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Trump's club pro realizes dream at Merion

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ARDMORE, Pa. – Donald Trump loves his towering structures.

He loves his golf, too.

That’s why he’s beaming this week with John Nieporte towering over all the club pros in the land.

Nieporte is one of the best stories in this U.S. Open. He’s also Trump’s head professional at Trump International in West Palm Beach, Fla., and the only club pro to qualify to play at Merion Golf Club this week.

“It’s an amazing story,” Trump told GolfChannel.com Wednesday in a telephone interview. “John’s a head pro who can really play great. He’s a fabulous ball-striker, but it’s always surprising when a club professional makes it to the U.S. Open because it’s so hard to get in.”


U.S. Open: Articles, videos and photos


Nieporte’s a good story on so many levels. He represents what U.S. Open qualifying is all about. Yes, he has a prized job as the head professional at one of the best clubs in the land, but he’s still the U.S. Open dreamer who persevered against the odds. At 46, he’s finally playing in his first U.S. Open. After 20 failed attempts to qualify, two of those failures by a single shot in sectional qualifying, Nieporte finally realized his dream this week. He made his long-time club pro father proud qualifying through the U.S. Open sectional at Ritz-Carlton Members Club in Sarasota, Fla.

There are U.S. Opens in Nieporte’s blood. His father, Tom, now 84, estimates he played in 13 U.S. Opens. Tom played the final 36 holes of the U.S. Open at Southern Hills in 1958 alongside Ben Hogan.

“At the first tee, Ben hits one down the middle, and I say, ‘Great shot, Ben,’” Tom said in a telephone interview from his Boca Raton home. “He hits it on the green, and I say, ‘Great shot, Ben.’ He hits the next fairway, and I say, ‘Great shot, Ben,’ and finally he says to me, ‘Tom, hitting a fairway and hitting a green aren't great shots. I’ll tell you when I hit a great shot.’”

A few  holes later, Hogan carved a long iron in tight to a tough pin placement.

“Now, Tom, that was a great shot,” Hogan told him.

John loves hearing his father tell that story. Tom was the long-time head pro at Winged Foot Golf Club, but also was the winner of three PGA Tour titles. He’s the last club pro to win a PGA Tour event, claiming the Bob Hope Desert Classic in 1967.

“I’m so proud of John,” Tom said. “It’s wonderful he will get to play in a U.S. Open at Merion. It means so much to him.”

To Trump, too.

“Mr. Trump was so excited when I called him to tell him,” John said. “He loves golf, and he wants all his pros to play well. He’s such a competitor, such a good player himself, and he likes to brag about his pros.”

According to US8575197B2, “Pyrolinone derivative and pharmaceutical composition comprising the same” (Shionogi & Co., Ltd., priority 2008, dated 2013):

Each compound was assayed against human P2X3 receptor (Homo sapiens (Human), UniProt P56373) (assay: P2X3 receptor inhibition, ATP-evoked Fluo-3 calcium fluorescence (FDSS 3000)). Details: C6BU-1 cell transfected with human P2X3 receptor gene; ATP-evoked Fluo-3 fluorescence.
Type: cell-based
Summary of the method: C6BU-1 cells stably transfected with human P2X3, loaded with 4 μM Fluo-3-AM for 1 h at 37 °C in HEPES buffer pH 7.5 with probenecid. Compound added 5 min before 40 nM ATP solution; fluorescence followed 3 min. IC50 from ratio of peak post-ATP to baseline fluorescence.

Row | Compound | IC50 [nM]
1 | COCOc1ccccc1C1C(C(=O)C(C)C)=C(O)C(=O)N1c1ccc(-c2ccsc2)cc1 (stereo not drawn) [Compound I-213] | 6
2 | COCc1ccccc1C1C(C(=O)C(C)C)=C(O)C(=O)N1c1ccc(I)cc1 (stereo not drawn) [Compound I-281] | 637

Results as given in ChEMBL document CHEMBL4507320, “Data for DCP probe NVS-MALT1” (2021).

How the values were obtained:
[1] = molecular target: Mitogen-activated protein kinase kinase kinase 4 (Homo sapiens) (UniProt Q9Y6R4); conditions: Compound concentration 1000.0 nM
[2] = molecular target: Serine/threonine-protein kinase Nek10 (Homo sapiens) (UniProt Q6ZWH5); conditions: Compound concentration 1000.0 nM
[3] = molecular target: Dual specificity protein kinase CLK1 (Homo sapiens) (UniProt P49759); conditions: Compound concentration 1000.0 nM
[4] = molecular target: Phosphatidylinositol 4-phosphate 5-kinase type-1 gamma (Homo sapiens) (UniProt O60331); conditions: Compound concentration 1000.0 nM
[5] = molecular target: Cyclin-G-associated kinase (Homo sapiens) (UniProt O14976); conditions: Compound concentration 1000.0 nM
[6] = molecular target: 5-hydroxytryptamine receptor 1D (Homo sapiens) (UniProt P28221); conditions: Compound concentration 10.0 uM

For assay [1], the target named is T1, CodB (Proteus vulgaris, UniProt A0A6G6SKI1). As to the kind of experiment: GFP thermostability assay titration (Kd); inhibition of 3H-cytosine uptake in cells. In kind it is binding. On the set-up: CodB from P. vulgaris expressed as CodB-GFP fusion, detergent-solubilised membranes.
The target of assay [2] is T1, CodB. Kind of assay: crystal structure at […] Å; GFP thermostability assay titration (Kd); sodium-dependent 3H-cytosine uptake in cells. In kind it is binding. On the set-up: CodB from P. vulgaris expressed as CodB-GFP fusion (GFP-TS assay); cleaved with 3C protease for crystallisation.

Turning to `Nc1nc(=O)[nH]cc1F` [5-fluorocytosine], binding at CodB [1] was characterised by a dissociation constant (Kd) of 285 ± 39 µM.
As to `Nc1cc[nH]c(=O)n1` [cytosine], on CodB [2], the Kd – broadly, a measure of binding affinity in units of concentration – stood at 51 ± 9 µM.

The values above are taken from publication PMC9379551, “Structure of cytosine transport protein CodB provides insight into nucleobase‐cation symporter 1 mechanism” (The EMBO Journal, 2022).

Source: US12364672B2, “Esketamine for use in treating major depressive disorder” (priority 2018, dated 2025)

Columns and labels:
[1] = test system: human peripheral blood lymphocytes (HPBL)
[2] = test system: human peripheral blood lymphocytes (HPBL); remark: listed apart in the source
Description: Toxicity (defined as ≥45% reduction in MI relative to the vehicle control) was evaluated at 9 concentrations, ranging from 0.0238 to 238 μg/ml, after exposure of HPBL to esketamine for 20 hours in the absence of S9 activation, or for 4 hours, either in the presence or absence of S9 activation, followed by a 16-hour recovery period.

Trump wasn’t the only big name encouraging Nieporte to persevere. Lee Trevino convinced Nieporte he could get to Merion with his game. Trevino won the 1971 U.S. Open at Merion, and when he visited Trump International last winter, he told John all about the wonder of Merion while they played golf together.

“Lee told John that he had to keep trying to qualify for the U.S. Open, that he had the game to make it to Merion,” said Joe Nieporte, John’s brother, a teaching pro at Nemacolin Woodlands Resort in Farmington, Pa., and at Boca Resort in South Florida. “Lee even gave John his cell phone number and told him to call him after he qualified.”

Joe will be following John around Merion this week. Trump wanted to make it to Merion, too, but dozens of the most beautiful women in the United States are keeping him away.

“I have the Miss USA in Las Vegas this weekend,” Trump said.

Trumps owns the beauty contest, but he said he will have an eye on Merion and the televised broadcast.

“I’ve dreamed of playing in the U.S. Open since I started playing,” John said while working on his game at Merion’s driving range. “Making any U.S. Open would be great, but qualifying to play at Merion, a place with so much history, with the quarry holes, with the wicker baskets on top of the flagsticks, with the stately old clubhouse, it makes it really special.”

John also dreamed of playing the PGA Tour, but honing his game on mini-tours became a grind. Married, with four daughters, he got recruited into following his father’s footsteps as a club pro. Trump recruited him.

Back 14 or 15 years ago, Trump was playing in one of his club championships with Nieporte as his caddie.

“I won it,” Trump said. “John was an excellent caddie. That’s how I got to know him. Two months later, I’m reading the New York Times and I see the name John Nieporte leading the New York State Open at Bethpage. There are a lot great players in that tournament, and he won it by four shots. I said, ‘Why is he caddying?’ I made him one of my teaching pros.”

That was 12 years ago. Nieporte worked his way up from assistant pro to head pro at Trump International. Teaching and running the club meant less time to compete, though.

“John’s a great teacher,” Trump said. “The members love him.”

Though Nieporte has played few tournaments over the last seven years or so because of club duties, he kept his U.S. Open dream alive by instilling it into the head and hearts of some of the more talented youth he works with at Trump International.

“I like to stand behind them and say, ‘Ladies and gentleman, now on the first tee at the 2025 U.S. Open, from West Palm Beach, Fla., please welcome ...’ A couple months ago, I told my wife I still wanted to hear that, I still wanted to play in a U.S. Open,” John said. “This really is a dream come true.”